These are my daughter’s hands above. Her work space looks eerily similar to mine.
The students seemed to like having the origami papers and the symbol Fu, which I am told means luck or fortune, to glue onto their book covers. When the class period was over we cleaned up quickly, and I drove home slowly, as the snow from the day before was blown all over the roads.
Driving slowly was fine, as I could better take in the views.
February 5, 2014
My daughter’s Mandarin teacher and I came up with the idea spending one class period making Japanese-like bound books. Tomorrow is the day that I go in to work with his eight students of various ages. I thought that this would be an easy class to design: take some papers, fold them, punch in some holes and sew. I’m not using traditional materials so things didn’t go as easily as I had imagined. I’ve spent some time, then, working out different variations that might be successful. One of my experiments was making just two holes to sew through, using craft cord and a big plastic needle.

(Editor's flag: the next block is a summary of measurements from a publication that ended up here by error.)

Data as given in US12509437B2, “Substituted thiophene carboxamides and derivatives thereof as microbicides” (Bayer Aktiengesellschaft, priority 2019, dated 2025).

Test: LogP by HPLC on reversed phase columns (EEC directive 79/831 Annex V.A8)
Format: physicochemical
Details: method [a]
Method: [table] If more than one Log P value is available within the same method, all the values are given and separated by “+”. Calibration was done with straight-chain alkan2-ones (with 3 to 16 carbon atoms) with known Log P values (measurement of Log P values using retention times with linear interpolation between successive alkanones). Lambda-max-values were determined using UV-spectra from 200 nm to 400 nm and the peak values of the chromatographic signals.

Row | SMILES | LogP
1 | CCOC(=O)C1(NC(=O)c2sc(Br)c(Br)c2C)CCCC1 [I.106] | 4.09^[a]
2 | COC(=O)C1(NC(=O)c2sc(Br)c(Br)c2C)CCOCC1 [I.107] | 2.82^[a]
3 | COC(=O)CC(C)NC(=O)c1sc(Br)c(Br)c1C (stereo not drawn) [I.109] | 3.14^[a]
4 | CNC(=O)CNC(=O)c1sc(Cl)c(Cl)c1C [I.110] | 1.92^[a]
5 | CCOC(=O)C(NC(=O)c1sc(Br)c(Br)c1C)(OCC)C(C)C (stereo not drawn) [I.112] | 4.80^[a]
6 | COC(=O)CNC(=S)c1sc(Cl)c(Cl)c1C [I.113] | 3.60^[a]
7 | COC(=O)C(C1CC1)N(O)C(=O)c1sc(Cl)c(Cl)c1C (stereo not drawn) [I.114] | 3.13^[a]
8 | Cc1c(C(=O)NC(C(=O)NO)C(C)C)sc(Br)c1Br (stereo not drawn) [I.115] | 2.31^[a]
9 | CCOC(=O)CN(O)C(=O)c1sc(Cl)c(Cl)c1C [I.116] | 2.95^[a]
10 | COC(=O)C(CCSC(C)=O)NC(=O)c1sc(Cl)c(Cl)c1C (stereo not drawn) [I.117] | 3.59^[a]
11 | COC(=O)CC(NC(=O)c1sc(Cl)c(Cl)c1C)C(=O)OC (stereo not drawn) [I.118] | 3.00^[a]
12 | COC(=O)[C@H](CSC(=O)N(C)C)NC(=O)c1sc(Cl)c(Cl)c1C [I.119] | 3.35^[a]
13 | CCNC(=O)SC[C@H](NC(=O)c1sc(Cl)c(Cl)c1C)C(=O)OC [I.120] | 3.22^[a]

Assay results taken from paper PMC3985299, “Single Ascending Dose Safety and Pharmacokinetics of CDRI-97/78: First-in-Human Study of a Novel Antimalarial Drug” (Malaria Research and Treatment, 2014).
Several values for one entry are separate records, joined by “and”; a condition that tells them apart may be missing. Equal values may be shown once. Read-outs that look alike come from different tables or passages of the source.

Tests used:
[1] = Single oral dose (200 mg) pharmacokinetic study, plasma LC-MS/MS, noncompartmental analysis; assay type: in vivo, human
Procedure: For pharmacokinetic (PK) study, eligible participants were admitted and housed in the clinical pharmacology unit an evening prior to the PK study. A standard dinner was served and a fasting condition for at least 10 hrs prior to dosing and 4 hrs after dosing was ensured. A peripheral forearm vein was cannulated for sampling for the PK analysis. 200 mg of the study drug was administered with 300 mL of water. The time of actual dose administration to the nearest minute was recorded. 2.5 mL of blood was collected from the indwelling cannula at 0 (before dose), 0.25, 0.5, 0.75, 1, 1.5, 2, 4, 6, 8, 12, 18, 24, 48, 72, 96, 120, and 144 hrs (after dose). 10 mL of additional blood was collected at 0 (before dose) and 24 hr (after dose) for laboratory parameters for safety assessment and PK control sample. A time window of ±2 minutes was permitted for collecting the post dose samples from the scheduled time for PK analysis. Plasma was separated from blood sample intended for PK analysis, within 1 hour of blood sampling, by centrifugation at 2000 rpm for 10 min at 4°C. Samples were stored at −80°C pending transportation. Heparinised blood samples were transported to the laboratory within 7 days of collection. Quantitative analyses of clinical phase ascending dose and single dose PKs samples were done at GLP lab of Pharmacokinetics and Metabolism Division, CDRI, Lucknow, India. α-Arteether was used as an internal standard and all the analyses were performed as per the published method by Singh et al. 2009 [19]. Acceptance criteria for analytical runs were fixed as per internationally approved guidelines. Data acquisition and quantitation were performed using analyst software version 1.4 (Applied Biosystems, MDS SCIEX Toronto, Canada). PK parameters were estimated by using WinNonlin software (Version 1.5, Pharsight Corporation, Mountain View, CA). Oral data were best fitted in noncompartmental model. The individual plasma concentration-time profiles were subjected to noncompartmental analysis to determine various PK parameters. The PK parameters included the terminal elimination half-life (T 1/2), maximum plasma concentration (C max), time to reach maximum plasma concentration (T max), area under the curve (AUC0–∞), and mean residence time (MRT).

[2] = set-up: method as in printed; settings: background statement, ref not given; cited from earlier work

This sample, using needle and thread, came out okay, but I didn’t like how the sewing stations, which were punched using an awl, were so ragged. Also, I wasn’t sure if the students could handle the needle and thread. I sent this sample into school for the class to see, and the consensus seemed to be that the students wanted to work with needle and thread, rather than with yarn or shoelaces.
This evening I tried out making various sized holes in the covers using a hole punch, so that the edges of holes would be smooth. The punch that gave me the best result makes a hole that is about same diameter as my needle. I used this punch just for the covers, then used my awl to drive holes through the inside papers, while the covers were clamped to the pages. This sequence of working kept the sewing stations lined up nicely.
After playing around a bit more I’ve decided to bring in materials so that students can choose between using craft cord and two holes, or using waxed linen thread and five holes. I’m bringing in some origami papers and some symbols of Fu, the symbol for luck, so that they can decorate the covers.
Now, if it ever stops snowing , I might actually get to do this project tomorrow morning!